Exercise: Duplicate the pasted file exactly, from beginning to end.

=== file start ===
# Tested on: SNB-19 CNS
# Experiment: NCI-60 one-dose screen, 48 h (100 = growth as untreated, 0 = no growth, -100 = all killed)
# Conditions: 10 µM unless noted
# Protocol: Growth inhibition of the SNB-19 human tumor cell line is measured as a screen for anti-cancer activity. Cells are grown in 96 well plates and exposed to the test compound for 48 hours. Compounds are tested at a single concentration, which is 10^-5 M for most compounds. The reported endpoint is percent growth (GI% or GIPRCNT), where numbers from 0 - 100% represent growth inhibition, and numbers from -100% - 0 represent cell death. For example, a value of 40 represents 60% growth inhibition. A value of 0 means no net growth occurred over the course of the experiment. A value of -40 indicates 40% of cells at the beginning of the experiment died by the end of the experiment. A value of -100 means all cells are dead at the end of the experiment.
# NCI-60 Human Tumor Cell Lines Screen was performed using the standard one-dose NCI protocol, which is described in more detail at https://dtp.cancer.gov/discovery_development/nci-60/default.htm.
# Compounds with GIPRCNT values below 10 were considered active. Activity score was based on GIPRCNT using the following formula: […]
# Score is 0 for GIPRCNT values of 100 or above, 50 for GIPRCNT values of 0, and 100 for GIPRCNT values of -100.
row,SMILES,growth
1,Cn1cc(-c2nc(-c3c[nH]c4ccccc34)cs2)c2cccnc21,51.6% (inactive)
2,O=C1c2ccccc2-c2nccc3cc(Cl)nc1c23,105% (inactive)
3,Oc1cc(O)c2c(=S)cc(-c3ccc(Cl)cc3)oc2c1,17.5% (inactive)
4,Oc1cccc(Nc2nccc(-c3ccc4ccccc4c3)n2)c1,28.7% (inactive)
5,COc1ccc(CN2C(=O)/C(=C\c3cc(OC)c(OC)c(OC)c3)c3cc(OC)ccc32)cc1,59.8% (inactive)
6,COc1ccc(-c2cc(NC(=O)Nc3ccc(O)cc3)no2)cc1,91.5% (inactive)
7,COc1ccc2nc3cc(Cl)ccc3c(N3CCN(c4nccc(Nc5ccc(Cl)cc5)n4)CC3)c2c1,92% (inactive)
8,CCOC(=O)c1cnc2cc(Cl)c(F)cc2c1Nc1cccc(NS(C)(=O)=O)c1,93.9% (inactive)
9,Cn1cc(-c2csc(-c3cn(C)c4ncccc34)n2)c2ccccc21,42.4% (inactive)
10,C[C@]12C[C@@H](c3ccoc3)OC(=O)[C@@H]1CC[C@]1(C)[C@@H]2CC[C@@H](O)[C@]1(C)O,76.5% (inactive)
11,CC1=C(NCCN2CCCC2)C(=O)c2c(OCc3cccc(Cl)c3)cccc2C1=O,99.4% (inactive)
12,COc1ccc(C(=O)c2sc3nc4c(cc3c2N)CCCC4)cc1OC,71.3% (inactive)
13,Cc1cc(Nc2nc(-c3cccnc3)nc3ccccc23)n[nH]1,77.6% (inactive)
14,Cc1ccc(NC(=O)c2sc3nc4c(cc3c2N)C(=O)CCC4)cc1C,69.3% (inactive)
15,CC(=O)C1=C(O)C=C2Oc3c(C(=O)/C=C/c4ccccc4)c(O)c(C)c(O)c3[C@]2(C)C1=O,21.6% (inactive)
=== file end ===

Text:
# Tested on: SNB-19 CNS
# Experiment: NCI-60 one-dose screen, 48 h (100 = growth as untreated, 0 = no growth, -100 = all killed)
# Conditions: 10 µM unless noted
# Protocol: Growth inhibition of the SNB-19 human tumor cell line is measured as a screen for anti-cancer activity. Cells are grown in 96 well plates and exposed to the test compound for 48 hours. Compounds are tested at a single concentration, which is 10^-5 M for most compounds. The reported endpoint is percent growth (GI% or GIPRCNT), where numbers from 0 - 100% represent growth inhibition, and numbers from -100% - 0 represent cell death. For example, a value of 40 represents 60% growth inhibition. A value of 0 means no net growth occurred over the course of the experiment. A value of -40 indicates 40% of cells at the beginning of the experiment died by the end of the experiment. A value of -100 means all cells are dead at the end of the experiment.
# NCI-60 Human Tumor Cell Lines Screen was performed using the standard one-dose NCI protocol, which is described in more detail at https://dtp.cancer.gov/discovery_development/nci-60/default.htm.
# Compounds with GIPRCNT values below 10 were considered active. Activity score was based on GIPRCNT using the following formula: […]
# Score is 0 for GIPRCNT values of 100 or above, 50 for GIPRCNT values of 0, and 100 for GIPRCNT values of -100.
row,SMILES,growth
1,Cn1cc(-c2nc(-c3c[nH]c4ccccc34)cs2)c2cccnc21,51.6% (inactive)
2,O=C1c2ccccc2-c2nccc3cc(Cl)nc1c23,105% (inactive)
3,Oc1cc(O)c2c(=S)cc(-c3ccc(Cl)cc3)oc2c1,17.5% (inactive)
4,Oc1cccc(Nc2nccc(-c3ccc4ccccc4c3)n2)c1,28.7% (inactive)
5,COc1ccc(CN2C(=O)/C(=C\c3cc(OC)c(OC)c(OC)c3)c3cc(OC)ccc32)cc1,59.8% (inactive)
6,COc1ccc(-c2cc(NC(=O)Nc3ccc(O)cc3)no2)cc1,91.5% (inactive)
7,COc1ccc2nc3cc(Cl)ccc3c(N3CCN(c4nccc(Nc5ccc(Cl)cc5)n4)CC3)c2c1,92% (inactive)
8,CCOC(=O)c1cnc2cc(Cl)c(F)cc2c1Nc1cccc(NS(C)(=O)=O)c1,93.9% (inactive)
9,Cn1cc(-c2csc(-c3cn(C)c4ncccc34)n2)c2ccccc21,42.4% (inactive)
10,C[C@]12C[C@@H](c3ccoc3)OC(=O)[C@@H]1CC[C@]1(C)[C@@H]2CC[C@@H](O)[C@]1(C)O,76.5% (inactive)
11,CC1=C(NCCN2CCCC2)C(=O)c2c(OCc3cccc(Cl)c3)cccc2C1=O,99.4% (inactive)
12,COc1ccc(C(=O)c2sc3nc4c(cc3c2N)CCCC4)cc1OC,71.3% (inactive)
13,Cc1cc(Nc2nc(-c3cccnc3)nc3ccccc23)n[nH]1,77.6% (inactive)
14,Cc1ccc(NC(=O)c2sc3nc4c(cc3c2N)C(=O)CCC4)cc1C,69.3% (inactive)
15,CC(=O)C1=C(O)C=C2Oc3c(C(=O)/C=C/c4ccccc4)c(O)c(C)c(O)c3[C@]2(C)C1=O,21.6% (inactive)